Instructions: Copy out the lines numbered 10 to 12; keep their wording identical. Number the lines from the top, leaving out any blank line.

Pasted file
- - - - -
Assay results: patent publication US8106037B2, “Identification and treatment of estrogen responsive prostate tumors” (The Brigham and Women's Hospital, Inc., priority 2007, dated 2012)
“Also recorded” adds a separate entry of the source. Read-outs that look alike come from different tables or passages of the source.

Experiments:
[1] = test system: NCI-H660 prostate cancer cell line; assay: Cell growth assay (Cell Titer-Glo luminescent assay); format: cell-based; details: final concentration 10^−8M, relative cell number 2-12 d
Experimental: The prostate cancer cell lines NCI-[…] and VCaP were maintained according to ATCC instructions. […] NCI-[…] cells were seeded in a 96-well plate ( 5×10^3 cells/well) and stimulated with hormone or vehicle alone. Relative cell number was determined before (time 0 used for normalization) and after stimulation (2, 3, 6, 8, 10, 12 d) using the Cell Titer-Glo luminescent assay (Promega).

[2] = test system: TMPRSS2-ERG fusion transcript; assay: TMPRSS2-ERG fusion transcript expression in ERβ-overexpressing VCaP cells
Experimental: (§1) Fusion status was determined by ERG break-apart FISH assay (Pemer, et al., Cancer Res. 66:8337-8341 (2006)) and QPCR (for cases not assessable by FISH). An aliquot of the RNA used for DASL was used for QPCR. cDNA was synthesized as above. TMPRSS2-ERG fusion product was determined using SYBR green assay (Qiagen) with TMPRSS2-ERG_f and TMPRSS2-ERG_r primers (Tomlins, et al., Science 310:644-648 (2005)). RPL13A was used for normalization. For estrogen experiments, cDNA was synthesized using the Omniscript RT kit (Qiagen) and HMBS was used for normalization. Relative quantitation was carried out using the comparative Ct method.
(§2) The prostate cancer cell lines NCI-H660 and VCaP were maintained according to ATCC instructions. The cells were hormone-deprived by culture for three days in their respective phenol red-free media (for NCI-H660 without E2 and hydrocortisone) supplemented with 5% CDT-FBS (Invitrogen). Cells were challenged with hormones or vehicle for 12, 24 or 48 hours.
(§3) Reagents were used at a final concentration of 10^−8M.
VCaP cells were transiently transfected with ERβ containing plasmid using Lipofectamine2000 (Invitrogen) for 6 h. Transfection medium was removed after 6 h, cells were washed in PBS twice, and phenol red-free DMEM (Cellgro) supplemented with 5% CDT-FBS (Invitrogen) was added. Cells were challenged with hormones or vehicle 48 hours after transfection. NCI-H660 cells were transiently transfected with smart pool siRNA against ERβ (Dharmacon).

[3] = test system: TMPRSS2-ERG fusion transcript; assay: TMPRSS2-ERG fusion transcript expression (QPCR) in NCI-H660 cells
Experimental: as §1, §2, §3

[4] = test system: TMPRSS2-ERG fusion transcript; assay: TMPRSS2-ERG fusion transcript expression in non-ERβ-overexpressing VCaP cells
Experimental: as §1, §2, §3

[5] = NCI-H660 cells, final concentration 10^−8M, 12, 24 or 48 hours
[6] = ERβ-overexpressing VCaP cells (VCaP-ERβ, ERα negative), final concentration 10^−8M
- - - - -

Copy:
VCaP cells were transiently transfected with ERβ containing plasmid using Lipofectamine2000 (Invitrogen) for 6 h. Transfection medium was removed after 6 h, cells were washed in PBS twice, and phenol red-free DMEM (Cellgro) supplemented with 5% CDT-FBS (Invitrogen) was added. Cells were challenged with hormones or vehicle 48 hours after transfection. NCI-H660 cells were transiently transfected with smart pool siRNA against ERβ (Dharmacon).

[3] = test system: TMPRSS2-ERG fusion transcript; assay: TMPRSS2-ERG fusion transcript expression (QPCR) in NCI-H660 cells
Experimental: as §1, §2, §3